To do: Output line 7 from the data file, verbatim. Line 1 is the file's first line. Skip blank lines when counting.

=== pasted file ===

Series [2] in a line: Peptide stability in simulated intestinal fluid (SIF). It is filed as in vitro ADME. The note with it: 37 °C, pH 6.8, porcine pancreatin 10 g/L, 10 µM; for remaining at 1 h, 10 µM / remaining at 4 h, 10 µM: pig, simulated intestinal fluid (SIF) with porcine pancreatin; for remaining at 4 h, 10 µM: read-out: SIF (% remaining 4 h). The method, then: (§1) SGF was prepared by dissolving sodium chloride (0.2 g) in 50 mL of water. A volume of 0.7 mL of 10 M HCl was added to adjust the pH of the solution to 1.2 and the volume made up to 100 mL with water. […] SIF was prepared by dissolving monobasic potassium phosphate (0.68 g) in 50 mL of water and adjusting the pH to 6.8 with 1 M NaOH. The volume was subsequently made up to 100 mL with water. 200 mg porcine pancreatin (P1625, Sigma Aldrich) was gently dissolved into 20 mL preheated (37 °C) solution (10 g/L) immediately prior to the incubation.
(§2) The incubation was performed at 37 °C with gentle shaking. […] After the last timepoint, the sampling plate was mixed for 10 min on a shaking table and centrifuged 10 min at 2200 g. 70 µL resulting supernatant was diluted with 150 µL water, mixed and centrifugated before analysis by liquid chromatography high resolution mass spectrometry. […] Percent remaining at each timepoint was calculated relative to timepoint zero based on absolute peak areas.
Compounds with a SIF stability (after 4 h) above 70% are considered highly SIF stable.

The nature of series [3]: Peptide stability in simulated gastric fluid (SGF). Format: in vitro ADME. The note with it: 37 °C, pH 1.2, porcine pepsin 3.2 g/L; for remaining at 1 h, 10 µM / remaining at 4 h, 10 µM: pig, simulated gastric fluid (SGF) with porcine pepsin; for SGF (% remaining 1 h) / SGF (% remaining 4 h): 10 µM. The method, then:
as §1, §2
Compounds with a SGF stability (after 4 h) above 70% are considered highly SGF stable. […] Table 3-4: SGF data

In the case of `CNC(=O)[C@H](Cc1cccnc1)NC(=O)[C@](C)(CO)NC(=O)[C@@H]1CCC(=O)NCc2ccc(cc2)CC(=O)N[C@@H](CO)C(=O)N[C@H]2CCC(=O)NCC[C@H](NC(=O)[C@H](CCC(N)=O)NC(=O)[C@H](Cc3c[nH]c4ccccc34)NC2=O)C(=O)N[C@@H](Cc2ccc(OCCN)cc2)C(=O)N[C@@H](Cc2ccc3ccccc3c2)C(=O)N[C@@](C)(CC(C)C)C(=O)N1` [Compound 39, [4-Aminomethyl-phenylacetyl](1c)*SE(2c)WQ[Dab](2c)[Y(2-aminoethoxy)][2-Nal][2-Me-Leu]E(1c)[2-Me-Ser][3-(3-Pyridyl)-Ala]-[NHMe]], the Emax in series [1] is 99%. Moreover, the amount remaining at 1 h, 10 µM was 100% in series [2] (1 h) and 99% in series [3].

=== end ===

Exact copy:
In the case of `CNC(=O)[C@H](Cc1cccnc1)NC(=O)[C@](C)(CO)NC(=O)[C@@H]1CCC(=O)NCc2ccc(cc2)CC(=O)N[C@@H](CO)C(=O)N[C@H]2CCC(=O)NCC[C@H](NC(=O)[C@H](CCC(N)=O)NC(=O)[C@H](Cc3c[nH]c4ccccc34)NC2=O)C(=O)N[C@@H](Cc2ccc(OCCN)cc2)C(=O)N[C@@H](Cc2ccc3ccccc3c2)C(=O)N[C@@](C)(CC(C)C)C(=O)N1` [Compound 39, [4-Aminomethyl-phenylacetyl](1c)*SE(2c)WQ[Dab](2c)[Y(2-aminoethoxy)][2-Nal][2-Me-Leu]E(1c)[2-Me-Ser][3-(3-Pyridyl)-Ala]-[NHMe]], the Emax in series [1] is 99%. Moreover, the amount remaining at 1 h, 10 µM was 100% in series [2] (1 h) and 99% in series [3].